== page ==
That last example is revealing. As a feminist, it's not that I'm unwilling to engage in consensual domestic service: only that I'm motivated to ensure that I only do so within a healthy, functional and balanced domestic relationship. In other words, feminism has helped me define the parameters of my submission and establish its boundaries.
That's no bad thing. I've got over the idea which I had when I was younger that being more submissive in a D/S exchange somehow equated to being "better" in a moral sense. When I was 19 I looked at 24/7 relationships and wondered if they represented something I should aspire to. Now, I know I am a fiercely independent, proud individual who thrives on self-sufficiency. At the moment I'm mostly living on D's generosity, and while I hugely appreciate his support, in a way it's also driving me nuts. I'm someone who needs, financially, to stand on her own two feet; who needs independent means with which she can be generous to her loved ones, rather than depending on the generosity of others.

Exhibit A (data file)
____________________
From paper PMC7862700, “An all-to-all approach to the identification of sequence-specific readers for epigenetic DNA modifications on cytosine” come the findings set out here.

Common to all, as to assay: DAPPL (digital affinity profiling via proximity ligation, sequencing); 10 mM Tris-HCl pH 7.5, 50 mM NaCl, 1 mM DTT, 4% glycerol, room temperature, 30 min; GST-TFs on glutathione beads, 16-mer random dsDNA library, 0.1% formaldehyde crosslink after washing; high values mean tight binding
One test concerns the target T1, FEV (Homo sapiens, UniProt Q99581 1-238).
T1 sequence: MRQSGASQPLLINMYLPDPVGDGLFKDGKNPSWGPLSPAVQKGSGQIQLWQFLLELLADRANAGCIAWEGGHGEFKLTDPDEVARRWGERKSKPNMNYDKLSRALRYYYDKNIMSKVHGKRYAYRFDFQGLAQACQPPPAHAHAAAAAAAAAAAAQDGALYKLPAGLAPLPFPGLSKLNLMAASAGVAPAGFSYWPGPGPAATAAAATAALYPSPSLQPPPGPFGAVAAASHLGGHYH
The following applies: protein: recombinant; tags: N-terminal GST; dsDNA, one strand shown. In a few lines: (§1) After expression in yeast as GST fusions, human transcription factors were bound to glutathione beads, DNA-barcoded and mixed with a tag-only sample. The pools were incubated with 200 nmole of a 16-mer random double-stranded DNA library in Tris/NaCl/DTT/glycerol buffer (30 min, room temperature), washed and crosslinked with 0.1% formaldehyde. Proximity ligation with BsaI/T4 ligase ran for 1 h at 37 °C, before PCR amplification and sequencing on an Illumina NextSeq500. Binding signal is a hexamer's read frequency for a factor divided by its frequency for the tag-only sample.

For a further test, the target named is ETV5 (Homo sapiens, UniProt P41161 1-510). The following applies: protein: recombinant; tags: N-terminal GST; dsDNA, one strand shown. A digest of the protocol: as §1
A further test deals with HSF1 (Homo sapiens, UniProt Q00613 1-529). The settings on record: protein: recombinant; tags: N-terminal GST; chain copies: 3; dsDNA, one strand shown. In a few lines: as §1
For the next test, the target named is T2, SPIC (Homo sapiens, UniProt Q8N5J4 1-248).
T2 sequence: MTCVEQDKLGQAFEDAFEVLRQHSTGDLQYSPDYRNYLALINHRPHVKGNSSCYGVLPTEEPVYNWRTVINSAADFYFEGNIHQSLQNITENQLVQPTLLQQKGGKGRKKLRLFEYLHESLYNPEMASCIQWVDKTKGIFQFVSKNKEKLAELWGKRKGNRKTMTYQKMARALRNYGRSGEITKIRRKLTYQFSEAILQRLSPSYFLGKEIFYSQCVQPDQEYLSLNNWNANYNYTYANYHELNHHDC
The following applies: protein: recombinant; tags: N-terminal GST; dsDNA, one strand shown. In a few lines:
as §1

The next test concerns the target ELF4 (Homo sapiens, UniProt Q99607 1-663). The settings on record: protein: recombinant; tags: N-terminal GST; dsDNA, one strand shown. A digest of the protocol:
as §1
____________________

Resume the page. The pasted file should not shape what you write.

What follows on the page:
As a feminist adult, I've come to terms with the realisation that I'm not 100% submissive - and accepted that that's nothing to feel guilty about. When I started on my kinky journey I didn't know how submissive I would turn out to be. At 27, I have a clearer idea.
- I'm not submissive with everyone. On the contrary, I only give my primary romantic partners that gift.